• Experience unbound: The effects of coworking on workplace design practice

Privett, Imogen, 2020, Thesis, Experience unbound: The effects of coworking on workplace design practice PhD thesis, Royal College of Art.

Abstract or Description:

This thesis uses the typology of coworking and the values associated with it as a lens through which to look at the design of the broader workplace. It examines the ways in which people behave in these new working environments and how these designed spaces are planned, briefed, commissioned and evaluated. The study responds to a continuing gap in the knowledge around the spatial constitution and behaviours of coworking despite a growing interest from corporate organisations.

Taking an inter-disciplinary approach that draws on environmental psychology, design practice and the social sciences, the thesis is rooted in both academia and industry, presenting four design studies that map the development and spatial manifestations of coworking and explore user behaviour in space. The thesis explores the values and spatial strategies of coworking through the quantitative analysis of 100 coworking home pages and 73 floor plans, and places coworking in the wider context of historical and current workplace development. Alongside this, it adopts design ethnography techniques to explore user behaviour in space at three different sites: the Impact Hub in Birmingham and
Second Home in London - both coworking spaces - and Sony PlayStation in London, a commercial workplace seeking to build a more creative community. Each site uses different strategies for managing change and co-creation, but with the same aims of prioritising user experience and building and supporting collaborative relationships. In the original design study, new user-centred design tools for brief making and evaluation are developed and applied at the Impact Hub and Sony PlayStation.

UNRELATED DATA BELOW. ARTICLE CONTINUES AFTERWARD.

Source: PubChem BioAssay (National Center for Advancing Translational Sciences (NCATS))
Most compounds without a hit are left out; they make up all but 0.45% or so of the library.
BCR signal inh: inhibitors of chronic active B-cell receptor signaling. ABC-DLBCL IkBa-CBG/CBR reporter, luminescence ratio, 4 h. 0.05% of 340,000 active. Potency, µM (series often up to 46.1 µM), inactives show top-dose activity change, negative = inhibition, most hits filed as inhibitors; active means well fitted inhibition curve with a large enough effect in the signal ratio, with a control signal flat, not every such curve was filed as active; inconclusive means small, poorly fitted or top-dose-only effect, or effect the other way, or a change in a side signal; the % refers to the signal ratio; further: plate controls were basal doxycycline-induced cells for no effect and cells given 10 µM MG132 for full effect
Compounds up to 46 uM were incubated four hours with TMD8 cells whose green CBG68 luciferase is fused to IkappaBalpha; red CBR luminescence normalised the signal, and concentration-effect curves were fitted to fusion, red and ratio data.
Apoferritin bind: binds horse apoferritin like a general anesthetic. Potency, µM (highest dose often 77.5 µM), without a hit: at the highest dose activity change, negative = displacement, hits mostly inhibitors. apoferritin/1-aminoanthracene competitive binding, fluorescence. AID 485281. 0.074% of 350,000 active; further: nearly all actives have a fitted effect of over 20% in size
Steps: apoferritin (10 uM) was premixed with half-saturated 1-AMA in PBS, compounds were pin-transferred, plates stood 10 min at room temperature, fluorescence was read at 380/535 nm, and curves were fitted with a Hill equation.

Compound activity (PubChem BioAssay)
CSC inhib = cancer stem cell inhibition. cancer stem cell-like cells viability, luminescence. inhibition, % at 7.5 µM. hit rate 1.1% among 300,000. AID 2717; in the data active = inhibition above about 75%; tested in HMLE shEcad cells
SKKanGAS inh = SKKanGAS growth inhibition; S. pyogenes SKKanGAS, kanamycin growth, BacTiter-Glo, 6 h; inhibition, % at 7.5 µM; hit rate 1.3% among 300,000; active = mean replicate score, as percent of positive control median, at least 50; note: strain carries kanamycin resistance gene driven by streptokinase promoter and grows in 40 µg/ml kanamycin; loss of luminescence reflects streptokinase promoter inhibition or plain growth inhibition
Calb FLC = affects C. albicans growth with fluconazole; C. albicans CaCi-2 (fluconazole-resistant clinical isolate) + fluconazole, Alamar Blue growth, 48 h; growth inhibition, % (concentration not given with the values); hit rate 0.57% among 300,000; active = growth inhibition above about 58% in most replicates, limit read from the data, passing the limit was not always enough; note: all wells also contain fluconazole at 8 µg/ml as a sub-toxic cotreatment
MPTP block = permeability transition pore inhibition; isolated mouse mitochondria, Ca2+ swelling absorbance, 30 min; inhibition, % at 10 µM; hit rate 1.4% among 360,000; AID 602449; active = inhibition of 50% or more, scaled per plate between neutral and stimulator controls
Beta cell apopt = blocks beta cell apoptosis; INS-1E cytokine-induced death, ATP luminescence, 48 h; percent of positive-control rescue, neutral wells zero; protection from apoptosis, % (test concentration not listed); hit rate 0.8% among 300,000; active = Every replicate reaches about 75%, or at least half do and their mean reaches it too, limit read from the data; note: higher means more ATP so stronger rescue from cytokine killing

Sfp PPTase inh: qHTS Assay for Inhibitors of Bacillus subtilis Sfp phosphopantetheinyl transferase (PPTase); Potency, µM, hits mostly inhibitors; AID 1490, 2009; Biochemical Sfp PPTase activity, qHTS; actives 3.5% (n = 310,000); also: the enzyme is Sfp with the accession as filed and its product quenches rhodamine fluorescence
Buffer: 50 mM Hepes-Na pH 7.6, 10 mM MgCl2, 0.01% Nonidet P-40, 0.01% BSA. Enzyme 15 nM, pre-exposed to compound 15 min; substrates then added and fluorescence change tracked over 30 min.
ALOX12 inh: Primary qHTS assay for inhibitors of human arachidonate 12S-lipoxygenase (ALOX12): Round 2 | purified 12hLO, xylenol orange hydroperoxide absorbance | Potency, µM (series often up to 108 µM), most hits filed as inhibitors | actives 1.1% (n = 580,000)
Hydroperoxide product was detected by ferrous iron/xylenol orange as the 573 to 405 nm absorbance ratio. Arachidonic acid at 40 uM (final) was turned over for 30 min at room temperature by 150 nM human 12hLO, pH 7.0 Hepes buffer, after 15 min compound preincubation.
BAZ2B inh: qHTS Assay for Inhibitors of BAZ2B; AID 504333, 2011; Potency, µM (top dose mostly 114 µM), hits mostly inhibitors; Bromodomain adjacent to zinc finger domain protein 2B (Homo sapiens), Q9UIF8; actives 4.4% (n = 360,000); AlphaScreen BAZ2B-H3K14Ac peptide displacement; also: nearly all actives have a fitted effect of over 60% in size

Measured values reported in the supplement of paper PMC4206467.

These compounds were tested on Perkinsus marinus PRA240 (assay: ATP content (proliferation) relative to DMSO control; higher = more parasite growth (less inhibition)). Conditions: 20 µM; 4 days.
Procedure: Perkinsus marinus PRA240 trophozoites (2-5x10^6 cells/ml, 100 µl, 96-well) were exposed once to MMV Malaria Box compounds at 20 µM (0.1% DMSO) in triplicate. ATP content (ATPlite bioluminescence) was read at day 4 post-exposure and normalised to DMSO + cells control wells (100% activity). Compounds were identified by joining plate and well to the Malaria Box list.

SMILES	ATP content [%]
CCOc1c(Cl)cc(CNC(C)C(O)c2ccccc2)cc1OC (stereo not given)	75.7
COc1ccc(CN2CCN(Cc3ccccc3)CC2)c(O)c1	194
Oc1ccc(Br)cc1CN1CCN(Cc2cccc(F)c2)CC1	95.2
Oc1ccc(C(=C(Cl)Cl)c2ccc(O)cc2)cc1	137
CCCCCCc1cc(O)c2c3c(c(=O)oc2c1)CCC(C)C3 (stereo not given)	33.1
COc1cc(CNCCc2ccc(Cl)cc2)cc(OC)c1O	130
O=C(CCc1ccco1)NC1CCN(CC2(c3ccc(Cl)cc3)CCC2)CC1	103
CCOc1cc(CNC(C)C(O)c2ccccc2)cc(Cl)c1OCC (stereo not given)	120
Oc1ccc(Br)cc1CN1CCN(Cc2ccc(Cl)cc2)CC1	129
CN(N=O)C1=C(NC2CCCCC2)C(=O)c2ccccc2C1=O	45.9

With relatively little academic research into the spaces of coworking, these design studies provide a platform to explore the values, infrastructures and spatial strategies associated with coworking, identify points of departure from established models, and identify whether there are central ideas within coworking that might be applied to the wider workplace. Six original contributions to knowledge are presented: a new definitional model of coworking, quantitative coworking spatial analysis, a design taxonomy of coworking spaces, an adapted framework for considering user experience, a user-centred design toolkit, and recommendations for incorporating aspects of coworking into wider workplace design.

The study identifies that the success of a coworking space depends on the experience that they create. This relies on complex and evolving interactions between space, support and service infrastructures, brand identification and community management, and the thesis highlights that simply adopting the spatial strategies or aesthetics of coworking without acknowledging its careful curation of space and relationships is unlikely to produce the desired results. This presents new challenges for the briefing, design and ongoing management of the workplace, which are discussed in the thesis. This PhD concludes with insights into how the essential qualities of coworking might be used to reshape spaces for creative knowledge work alongside a set of practical tools and recommendations that relate to briefing, design and post-occupancy evaluation processes.

Qualification Name: PhD
Subjects: Other > Social studies > L900 Others in Social studies > L990 Social studies not elsewhere classified
Creative Arts and Design > W200 Design studies
Creative Arts and Design > W200 Design studies > W290 Design studies not elsewhere classified
School or Centre: Research Centres > Helen Hamlyn Centre for Design
Date Deposited: 17 Jul 2020 16:22
Last Modified: 17 Jul 2020 16:22
URI: https://researchonline.rca.ac.uk/id/eprint/4444
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